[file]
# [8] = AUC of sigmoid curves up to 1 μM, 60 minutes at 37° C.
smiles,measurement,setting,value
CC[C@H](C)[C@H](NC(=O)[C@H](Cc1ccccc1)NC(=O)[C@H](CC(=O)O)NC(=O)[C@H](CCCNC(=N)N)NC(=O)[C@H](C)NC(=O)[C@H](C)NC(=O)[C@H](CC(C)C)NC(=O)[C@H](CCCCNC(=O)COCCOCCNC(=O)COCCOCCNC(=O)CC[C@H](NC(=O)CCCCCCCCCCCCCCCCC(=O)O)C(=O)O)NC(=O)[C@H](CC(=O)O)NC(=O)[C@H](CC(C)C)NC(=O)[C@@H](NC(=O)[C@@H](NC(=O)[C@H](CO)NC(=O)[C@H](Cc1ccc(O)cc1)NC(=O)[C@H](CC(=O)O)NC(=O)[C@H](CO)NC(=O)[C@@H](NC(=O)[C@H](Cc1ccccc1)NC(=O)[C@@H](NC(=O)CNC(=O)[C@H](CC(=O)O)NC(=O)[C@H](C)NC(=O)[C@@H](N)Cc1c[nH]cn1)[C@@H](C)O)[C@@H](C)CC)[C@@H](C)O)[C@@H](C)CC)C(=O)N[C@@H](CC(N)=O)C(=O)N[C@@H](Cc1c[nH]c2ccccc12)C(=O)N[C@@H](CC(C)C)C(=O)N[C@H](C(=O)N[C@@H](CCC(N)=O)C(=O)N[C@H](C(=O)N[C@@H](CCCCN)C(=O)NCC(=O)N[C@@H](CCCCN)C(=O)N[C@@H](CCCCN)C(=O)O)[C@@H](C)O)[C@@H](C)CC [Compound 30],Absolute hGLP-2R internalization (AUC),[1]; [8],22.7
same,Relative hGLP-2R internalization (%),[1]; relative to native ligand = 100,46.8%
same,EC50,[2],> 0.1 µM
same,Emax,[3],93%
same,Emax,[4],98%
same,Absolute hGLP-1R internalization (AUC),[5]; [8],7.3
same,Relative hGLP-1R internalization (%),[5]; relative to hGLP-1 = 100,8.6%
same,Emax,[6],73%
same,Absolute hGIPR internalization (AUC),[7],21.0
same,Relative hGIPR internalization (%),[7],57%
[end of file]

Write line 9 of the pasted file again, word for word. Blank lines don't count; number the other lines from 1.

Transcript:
same,Relative hGLP-1R internalization (%),[5]; relative to hGLP-1 = 100,8.6%